Beaton’s case is heartbreaking, but not all hope is lost.
Choosing life for Blakely
In April 2017, Emily and Michael Puckett welcomed their daughter Blakely, who was diagnosed with alobar holoprosencephaly following Emily’s 20-week ultrasound. Doctors suggested abortion, but the couple refused.
“[…] We had to make the decision on whether to terminate or not pretty quickly, due to the laws in Missouri. I will not lie and say the thoughts didn’t cross my mind as I was bombarded with this devastating and frightening news, however, Mikey and I immediately told the doctors we wanted to keep the baby, no matter the circumstances,” wrote Emily Puckett on the couple’s blog. “We didn’t know the outcome of this pregnancy but we knew God was sovereign and her life was meant for something!”
Blakely lived for 10 months after her birth.
Choosing life for Pearl Joy
Eric Brown and his wife Ruth also welcomed a daughter, Pearl Joy, who was diagnosed with alobar holoprosencephaly following their 20-week ultrasound. They were advised on the day of the diagnosis to induce labor and say goodbye. They refused.
“We knew that if we proclaimed that God had knit her siblings together in Ruth’s womb then we had to say that he was doing the same for Pearl,” said Brown. “It’s not as if He stepped out for a break or if He left her development to the forces of nature and happenstance while He carried on with other tasks. Our hearts were overflowing with the sense that this was God’s handiwork and I remember just how clear certain phrases from hymns and scriptures began resonating in a way they otherwise likely never would have.”
Pearl was born in July 2012 and she lived a life of love for nearly six years after birth, chronicled by her photographer father.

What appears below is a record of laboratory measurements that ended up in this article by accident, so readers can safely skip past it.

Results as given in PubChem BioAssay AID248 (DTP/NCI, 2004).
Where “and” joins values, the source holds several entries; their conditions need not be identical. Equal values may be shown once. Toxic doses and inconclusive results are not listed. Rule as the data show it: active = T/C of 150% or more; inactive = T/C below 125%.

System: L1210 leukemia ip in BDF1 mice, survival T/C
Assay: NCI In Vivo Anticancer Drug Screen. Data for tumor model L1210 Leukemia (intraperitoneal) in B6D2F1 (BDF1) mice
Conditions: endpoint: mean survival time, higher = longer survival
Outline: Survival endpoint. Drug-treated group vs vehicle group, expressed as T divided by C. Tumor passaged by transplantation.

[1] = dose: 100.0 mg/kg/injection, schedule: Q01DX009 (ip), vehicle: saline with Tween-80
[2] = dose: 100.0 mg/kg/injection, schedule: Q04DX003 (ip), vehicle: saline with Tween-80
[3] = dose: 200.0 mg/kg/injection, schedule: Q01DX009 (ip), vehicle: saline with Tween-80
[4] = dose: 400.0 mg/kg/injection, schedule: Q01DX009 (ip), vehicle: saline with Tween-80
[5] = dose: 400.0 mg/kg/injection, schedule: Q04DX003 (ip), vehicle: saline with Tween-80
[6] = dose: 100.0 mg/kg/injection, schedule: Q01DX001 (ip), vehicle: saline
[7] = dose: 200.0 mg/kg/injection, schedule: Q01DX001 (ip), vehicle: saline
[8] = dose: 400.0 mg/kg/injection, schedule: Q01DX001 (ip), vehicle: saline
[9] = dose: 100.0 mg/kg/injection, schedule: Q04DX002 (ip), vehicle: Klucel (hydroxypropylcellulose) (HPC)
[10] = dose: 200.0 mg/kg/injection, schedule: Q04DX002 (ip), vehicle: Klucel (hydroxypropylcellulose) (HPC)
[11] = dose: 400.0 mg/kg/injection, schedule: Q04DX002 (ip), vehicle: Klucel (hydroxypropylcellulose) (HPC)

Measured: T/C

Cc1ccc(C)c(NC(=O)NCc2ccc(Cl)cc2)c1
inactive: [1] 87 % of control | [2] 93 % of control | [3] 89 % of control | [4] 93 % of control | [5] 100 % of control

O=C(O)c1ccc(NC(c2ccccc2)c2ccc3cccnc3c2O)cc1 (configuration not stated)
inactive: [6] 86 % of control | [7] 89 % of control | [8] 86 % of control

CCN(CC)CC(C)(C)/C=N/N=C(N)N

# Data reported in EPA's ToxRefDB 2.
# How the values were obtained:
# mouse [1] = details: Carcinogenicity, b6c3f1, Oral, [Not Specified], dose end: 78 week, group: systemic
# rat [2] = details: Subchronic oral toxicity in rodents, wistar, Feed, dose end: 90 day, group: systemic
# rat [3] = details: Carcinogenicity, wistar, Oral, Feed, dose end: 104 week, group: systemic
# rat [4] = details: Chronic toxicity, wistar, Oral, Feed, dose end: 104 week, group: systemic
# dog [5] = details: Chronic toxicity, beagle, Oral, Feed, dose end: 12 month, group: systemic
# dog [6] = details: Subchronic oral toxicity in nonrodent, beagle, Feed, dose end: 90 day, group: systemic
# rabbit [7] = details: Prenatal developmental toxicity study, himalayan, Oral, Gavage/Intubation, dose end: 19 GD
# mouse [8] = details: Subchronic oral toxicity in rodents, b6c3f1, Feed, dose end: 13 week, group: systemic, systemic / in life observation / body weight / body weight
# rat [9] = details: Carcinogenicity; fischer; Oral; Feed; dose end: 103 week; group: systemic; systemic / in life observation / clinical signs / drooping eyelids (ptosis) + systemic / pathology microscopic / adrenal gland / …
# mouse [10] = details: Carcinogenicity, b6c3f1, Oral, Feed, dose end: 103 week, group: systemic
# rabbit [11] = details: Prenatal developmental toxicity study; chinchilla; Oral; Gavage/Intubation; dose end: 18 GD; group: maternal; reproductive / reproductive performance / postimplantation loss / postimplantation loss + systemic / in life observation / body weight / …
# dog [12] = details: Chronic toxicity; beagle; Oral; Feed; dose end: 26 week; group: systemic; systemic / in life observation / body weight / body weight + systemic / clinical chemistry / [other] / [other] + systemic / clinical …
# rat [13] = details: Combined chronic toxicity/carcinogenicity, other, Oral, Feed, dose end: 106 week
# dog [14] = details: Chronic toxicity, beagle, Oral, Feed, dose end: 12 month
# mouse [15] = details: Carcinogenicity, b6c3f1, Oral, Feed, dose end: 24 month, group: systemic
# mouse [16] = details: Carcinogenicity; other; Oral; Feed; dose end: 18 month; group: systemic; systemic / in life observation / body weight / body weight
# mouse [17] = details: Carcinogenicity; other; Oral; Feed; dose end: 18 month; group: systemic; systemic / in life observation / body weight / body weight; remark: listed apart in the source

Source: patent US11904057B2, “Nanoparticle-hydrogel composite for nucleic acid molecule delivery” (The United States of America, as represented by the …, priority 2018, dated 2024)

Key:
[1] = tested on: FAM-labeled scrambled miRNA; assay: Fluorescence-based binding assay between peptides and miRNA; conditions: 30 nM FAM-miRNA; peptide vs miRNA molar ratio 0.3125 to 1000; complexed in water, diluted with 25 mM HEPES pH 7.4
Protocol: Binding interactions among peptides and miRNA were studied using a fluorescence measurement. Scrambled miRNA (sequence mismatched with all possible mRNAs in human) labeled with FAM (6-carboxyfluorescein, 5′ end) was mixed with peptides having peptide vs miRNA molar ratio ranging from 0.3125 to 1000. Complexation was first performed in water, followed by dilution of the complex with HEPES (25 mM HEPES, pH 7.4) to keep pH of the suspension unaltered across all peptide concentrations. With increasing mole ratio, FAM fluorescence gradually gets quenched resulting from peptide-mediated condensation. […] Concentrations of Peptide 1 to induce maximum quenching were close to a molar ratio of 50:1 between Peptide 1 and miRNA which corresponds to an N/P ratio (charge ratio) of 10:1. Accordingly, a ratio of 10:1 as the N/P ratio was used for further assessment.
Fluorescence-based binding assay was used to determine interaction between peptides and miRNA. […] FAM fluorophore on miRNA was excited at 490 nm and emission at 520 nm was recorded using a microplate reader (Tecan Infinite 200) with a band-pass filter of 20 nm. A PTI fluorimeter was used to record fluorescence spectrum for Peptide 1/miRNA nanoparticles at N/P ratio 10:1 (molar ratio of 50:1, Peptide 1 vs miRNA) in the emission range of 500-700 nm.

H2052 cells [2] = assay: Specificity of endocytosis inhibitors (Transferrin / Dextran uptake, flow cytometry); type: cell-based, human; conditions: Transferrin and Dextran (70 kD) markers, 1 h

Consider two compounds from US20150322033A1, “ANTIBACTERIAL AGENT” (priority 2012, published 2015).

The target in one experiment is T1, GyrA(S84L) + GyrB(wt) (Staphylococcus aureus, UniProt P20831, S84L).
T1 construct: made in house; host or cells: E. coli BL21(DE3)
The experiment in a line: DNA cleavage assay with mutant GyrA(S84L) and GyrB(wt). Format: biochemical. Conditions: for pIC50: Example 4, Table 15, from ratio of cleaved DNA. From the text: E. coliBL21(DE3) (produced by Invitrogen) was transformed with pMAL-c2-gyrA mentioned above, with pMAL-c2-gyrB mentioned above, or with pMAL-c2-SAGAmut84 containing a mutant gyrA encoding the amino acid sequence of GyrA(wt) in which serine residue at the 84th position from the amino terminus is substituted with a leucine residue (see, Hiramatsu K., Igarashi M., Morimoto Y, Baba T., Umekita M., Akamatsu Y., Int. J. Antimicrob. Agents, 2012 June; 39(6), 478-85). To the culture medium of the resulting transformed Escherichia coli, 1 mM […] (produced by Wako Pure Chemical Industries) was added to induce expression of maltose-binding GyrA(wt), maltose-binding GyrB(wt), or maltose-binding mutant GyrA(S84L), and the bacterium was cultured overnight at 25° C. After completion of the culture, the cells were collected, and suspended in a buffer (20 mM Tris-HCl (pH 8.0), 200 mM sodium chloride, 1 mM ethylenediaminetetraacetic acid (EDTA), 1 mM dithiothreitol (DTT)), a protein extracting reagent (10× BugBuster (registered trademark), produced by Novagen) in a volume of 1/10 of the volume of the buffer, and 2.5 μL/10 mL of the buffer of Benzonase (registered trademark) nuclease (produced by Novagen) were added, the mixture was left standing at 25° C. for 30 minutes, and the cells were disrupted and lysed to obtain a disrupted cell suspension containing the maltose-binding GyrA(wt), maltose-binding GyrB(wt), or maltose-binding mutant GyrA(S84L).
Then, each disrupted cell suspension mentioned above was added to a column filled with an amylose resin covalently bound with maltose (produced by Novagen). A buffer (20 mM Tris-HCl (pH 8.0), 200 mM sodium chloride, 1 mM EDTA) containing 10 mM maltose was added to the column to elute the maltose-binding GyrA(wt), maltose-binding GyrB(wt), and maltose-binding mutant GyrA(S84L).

“Things didn’t go wrong,” he said. “God has designed Pearl the way He wanted, for His glory and our good. […] If there is a chance, you say yes to that chance. The only thing I know about parenting is that you say yes.”
Choosing life for Matthew
At 23 weeks, Drew and Ariann Corpstein learned their preborn son had semi lobar holoprosencephaly, in which the brain partially divides. Doctors said he was missing most of his brain and that he would not survive. They told the couple to abort, but they refused.
In July 2018, with Matthew’s head measuring 4-5 weeks ahead, Matthew was delivered by induction. They had expected him to be blind and deaf, but he responded to light, voices, and touch. An MRI showed that Matthew had been misdiagnosed and that he actually had hydrocephalus and needed emergency surgery to place a shunt in his brain to drain excess fluid.
Matthew is now four years old.
It’s understandable that Beaton is frightened about the pregnancy, about the birth of her son, about the possibility of seeing him in pain or struggling to live, and about the effect it will all have on her own health and ability to get pregnant again in the future. The entire situation has been traumatic. But doctors failed Beaton when instead of giving her support and guidance, they told her abortion was the only option — adding to the trauma instead of empowering her to give her child a chance.